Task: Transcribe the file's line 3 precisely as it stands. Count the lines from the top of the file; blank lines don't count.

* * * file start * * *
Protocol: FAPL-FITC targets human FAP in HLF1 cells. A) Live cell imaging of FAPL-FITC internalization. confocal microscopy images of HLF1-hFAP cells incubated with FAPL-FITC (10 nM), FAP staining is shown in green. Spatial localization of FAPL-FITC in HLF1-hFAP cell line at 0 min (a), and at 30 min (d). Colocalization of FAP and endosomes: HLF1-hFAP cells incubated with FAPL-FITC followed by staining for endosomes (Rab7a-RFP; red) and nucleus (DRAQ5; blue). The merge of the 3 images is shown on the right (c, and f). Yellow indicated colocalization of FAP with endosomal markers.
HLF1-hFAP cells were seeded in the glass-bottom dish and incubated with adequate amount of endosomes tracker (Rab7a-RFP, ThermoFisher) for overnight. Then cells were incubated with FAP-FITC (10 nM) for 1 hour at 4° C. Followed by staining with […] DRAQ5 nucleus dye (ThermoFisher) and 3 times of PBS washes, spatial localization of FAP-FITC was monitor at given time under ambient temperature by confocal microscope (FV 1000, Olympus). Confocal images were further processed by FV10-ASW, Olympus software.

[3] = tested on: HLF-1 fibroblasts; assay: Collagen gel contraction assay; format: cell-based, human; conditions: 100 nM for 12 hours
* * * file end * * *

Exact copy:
[3] = tested on: HLF-1 fibroblasts; assay: Collagen gel contraction assay; format: cell-based, human; conditions: 100 nM for 12 hours